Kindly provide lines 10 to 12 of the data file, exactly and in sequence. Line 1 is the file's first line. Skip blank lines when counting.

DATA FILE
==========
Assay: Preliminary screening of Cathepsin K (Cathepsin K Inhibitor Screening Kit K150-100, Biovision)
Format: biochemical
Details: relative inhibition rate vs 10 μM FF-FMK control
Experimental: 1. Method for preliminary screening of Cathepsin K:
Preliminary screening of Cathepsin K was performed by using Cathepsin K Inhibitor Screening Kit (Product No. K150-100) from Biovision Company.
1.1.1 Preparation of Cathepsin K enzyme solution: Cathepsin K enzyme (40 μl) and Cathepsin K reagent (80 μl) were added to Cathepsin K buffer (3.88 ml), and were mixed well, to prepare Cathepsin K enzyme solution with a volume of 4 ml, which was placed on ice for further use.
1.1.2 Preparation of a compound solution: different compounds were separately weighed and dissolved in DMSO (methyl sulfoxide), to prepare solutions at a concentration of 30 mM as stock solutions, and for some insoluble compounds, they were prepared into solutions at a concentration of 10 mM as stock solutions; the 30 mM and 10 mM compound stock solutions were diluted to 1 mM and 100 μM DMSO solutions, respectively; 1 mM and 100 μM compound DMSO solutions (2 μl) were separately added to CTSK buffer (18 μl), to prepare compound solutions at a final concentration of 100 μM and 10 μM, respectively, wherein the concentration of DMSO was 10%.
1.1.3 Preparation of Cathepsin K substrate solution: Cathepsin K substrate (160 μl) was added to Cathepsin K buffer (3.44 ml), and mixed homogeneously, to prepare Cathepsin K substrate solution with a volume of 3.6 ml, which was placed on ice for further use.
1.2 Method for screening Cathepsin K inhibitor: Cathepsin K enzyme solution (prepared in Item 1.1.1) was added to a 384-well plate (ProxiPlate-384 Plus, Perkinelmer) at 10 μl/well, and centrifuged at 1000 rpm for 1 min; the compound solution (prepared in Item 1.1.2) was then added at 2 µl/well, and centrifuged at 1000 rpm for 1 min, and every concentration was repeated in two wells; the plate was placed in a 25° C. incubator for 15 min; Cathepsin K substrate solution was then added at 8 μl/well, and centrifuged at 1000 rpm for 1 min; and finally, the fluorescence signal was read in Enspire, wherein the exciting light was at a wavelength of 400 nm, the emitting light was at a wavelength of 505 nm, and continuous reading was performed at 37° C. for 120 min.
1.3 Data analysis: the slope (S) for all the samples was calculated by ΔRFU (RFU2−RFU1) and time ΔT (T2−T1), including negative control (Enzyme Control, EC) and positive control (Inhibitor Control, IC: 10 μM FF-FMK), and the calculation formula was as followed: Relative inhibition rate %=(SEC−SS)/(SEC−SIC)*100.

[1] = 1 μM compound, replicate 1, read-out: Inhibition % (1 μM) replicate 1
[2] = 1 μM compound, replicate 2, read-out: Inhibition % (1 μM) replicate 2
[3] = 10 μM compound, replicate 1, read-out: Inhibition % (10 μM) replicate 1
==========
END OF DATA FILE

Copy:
1.3 Data analysis: the slope (S) for all the samples was calculated by ΔRFU (RFU2−RFU1) and time ΔT (T2−T1), including negative control (Enzyme Control, EC) and positive control (Inhibitor Control, IC: 10 μM FF-FMK), and the calculation formula was as followed: Relative inhibition rate %=(SEC−SS)/(SEC−SIC)*100.

[1] = 1 μM compound, replicate 1, read-out: Inhibition % (1 μM) replicate 1
[2] = 1 μM compound, replicate 2, read-out: Inhibition % (1 μM) replicate 2